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Prince William DUI arrest leads to charges of counterfeiting by Secret Service

November 22, 2011 | No Comments »

In Prince William County, Virginia, a DUI arrest turned into a counterfeit currency bust when police discovered that the two men being arrested for DUI in Prince William County had three odd-looking $100 bills in their possession.

According to the Washington Post, police nabbed the two men on what they thought was a routine suspicion of drunk driving stop. When the police officer searched the men, though, he found several $100 bills that didn’t look quite right. What tipped him off was a message written next to Benjamin Franklin’s head that read “BILLETE DE LA SUERTE ALASITAS.” According to the Washington Post, it denotes the bill as a good luck ticket for the festival of Alasitas, which is a festival held every year in Peru and Bolivia. At the festivals, bills of this kind are handed out widely in casinos and elsewhere.

The officer determined that the bills were counterfeit, and police investigated the strange bills further. They found that the driver’s friend had even more of the bills, and when they searched his house they found 59 more.  According to the U.S. Secret Service, these bills have appeared in the Federal Reserve Bank 125 times. In other words, someone has accepted this type of bill as real currency at least 125 times over the years.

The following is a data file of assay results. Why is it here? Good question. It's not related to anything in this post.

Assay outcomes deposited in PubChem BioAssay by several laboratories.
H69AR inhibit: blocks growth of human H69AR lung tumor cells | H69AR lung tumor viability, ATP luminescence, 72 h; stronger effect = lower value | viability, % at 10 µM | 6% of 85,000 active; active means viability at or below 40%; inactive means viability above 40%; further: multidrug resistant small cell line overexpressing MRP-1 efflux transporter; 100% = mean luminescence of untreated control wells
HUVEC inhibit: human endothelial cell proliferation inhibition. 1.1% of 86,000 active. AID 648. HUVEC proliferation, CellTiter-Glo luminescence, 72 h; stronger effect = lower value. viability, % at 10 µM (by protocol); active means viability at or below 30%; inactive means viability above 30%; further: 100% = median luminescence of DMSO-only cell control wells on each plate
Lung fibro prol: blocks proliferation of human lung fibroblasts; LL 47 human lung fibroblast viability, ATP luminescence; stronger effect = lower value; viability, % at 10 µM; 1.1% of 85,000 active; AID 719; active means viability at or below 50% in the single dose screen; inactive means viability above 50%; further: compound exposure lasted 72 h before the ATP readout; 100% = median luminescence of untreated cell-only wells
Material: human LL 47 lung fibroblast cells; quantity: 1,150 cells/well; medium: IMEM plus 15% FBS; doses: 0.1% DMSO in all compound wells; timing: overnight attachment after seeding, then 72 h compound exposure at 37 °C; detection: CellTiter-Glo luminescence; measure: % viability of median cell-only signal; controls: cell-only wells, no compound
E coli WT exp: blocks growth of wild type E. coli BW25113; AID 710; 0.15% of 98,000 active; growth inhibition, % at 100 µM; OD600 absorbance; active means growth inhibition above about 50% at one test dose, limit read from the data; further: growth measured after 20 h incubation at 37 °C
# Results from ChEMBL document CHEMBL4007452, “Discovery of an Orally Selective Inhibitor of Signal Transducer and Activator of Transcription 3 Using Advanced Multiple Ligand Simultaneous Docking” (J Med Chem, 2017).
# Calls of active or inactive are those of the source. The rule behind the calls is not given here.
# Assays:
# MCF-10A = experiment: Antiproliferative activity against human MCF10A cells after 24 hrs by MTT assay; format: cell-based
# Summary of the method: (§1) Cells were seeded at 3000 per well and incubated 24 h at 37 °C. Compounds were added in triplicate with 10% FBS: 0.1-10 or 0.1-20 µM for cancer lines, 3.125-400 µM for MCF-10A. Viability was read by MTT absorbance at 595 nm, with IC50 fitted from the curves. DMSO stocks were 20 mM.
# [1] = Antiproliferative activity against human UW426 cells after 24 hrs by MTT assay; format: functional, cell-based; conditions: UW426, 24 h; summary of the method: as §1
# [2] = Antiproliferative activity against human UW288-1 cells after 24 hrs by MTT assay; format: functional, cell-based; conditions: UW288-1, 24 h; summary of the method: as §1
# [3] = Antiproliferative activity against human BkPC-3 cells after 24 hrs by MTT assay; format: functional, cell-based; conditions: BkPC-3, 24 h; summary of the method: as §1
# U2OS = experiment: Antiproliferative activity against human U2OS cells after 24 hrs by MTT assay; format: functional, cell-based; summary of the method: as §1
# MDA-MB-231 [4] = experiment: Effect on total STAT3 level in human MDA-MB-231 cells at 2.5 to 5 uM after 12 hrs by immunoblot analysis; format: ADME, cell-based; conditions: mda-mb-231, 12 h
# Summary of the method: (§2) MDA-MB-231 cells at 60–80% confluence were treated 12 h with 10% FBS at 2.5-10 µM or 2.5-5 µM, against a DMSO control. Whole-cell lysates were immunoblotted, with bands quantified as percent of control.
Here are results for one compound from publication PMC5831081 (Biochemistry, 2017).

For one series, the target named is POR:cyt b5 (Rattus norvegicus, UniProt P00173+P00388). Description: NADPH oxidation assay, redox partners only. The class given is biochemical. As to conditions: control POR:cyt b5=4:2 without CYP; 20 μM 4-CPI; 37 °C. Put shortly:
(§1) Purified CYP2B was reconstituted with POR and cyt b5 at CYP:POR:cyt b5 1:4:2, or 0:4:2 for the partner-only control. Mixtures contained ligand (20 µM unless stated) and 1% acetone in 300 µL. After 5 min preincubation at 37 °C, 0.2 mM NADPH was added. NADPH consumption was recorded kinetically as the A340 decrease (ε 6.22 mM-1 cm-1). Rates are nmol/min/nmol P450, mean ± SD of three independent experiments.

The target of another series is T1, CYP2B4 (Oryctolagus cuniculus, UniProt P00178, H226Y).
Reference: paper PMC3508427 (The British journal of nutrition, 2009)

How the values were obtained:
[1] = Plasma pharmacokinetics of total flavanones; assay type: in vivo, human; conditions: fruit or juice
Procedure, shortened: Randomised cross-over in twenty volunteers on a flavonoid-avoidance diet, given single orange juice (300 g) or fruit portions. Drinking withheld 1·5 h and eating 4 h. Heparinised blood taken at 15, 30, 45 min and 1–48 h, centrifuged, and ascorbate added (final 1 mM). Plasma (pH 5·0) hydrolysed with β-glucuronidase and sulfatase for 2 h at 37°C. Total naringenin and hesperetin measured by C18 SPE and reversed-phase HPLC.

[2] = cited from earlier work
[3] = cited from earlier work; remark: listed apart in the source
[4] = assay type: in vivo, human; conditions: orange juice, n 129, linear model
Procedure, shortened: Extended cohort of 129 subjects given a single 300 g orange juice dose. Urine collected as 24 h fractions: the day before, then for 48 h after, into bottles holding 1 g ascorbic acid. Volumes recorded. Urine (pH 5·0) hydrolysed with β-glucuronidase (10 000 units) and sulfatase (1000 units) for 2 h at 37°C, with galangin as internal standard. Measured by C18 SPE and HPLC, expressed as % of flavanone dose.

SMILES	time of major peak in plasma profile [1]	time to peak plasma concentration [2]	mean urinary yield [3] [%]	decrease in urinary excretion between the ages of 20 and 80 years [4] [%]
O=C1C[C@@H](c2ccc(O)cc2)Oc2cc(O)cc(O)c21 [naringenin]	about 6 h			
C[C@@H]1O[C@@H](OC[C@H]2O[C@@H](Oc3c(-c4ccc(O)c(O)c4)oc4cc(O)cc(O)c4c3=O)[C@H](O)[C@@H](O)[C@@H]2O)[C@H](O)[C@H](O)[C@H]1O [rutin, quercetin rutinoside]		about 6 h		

Federal prosecutors were not interested in pursuing the case of the drunk drivers who were caught with counterfeit cash, so instead the Prince William County Commonwealth Attorney will handle the case. County police were not aware of the bills actually being passed as real anywhere.  The driver was charged with drunk driving in Prince William County, refusal to take a Breathalyzer test, possession of fictitious bank notes and possession of a false work card. The other man, Ronald Virto, was charged with possessing more than ten fictitious bank notes, passing fictitious bank notes, and drunk driving charges.

Many times DUI arrests lead to additional charges. This appears to be one of those cases, when one offense clues police onto another and a DUI suspect must answer additional charges, too.



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